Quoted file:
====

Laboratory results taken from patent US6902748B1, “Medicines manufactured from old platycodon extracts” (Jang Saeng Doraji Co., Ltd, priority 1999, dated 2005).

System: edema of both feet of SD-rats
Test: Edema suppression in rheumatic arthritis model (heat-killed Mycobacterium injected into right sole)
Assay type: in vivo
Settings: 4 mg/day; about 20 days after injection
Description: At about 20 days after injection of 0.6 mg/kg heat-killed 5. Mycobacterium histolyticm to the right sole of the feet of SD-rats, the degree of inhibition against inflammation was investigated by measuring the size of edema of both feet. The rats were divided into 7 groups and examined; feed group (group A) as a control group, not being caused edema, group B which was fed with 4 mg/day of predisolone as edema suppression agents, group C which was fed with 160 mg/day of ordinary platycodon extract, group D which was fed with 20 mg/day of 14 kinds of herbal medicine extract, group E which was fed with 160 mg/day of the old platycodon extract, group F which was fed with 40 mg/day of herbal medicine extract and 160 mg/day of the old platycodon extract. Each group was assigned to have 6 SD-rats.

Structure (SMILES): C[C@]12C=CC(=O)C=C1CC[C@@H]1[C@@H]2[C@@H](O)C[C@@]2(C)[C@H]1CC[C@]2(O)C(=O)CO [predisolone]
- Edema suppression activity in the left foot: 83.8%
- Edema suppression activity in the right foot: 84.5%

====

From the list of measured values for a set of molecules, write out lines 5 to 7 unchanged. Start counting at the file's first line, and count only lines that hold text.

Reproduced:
Settings: 4 mg/day; about 20 days after injection
Description: At about 20 days after injection of 0.6 mg/kg heat-killed 5. Mycobacterium histolyticm to the right sole of the feet of SD-rats, the degree of inhibition against inflammation was investigated by measuring the size of edema of both feet. The rats were divided into 7 groups and examined; feed group (group A) as a control group, not being caused edema, group B which was fed with 4 mg/day of predisolone as edema suppression agents, group C which was fed with 160 mg/day of ordinary platycodon extract, group D which was fed with 20 mg/day of 14 kinds of herbal medicine extract, group E which was fed with 160 mg/day of the old platycodon extract, group F which was fed with 40 mg/day of herbal medicine extract and 160 mg/day of the old platycodon extract. Each group was assigned to have 6 SD-rats.

Structure (SMILES): C[C@]12C=CC(=O)C=C1CC[C@@H]1[C@@H]2[C@@H](O)C[C@@]2(C)[C@H]1CC[C@]2(O)C(=O)CO [predisolone]